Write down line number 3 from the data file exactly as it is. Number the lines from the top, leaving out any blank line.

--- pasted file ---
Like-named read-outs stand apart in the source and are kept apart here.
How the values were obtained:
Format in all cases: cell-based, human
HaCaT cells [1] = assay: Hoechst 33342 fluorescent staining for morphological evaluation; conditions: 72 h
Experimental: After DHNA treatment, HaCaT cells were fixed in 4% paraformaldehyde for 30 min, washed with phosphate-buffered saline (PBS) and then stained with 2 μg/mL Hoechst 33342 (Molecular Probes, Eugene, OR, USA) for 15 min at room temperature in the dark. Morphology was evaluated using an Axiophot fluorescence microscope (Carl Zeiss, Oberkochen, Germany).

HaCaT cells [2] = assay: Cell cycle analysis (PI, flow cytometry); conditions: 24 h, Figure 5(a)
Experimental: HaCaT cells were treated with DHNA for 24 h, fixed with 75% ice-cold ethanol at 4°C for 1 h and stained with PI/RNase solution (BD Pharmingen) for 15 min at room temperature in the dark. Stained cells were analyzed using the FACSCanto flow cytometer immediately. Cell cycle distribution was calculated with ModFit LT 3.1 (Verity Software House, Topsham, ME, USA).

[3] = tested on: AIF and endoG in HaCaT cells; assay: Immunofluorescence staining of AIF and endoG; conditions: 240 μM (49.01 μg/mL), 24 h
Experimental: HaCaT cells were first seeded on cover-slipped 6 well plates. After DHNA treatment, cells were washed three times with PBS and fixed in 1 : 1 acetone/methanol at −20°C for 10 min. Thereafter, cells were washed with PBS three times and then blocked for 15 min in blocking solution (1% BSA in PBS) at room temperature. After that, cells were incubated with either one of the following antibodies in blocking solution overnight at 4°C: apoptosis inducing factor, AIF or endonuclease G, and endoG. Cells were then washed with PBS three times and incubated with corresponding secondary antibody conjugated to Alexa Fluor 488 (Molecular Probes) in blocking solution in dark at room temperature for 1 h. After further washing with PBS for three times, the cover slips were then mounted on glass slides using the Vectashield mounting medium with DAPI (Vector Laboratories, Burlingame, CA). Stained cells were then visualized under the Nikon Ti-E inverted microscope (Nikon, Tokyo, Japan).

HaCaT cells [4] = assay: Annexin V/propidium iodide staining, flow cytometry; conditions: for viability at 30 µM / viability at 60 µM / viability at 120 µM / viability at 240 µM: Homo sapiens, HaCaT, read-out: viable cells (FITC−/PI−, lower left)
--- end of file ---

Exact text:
Format in all cases: cell-based, human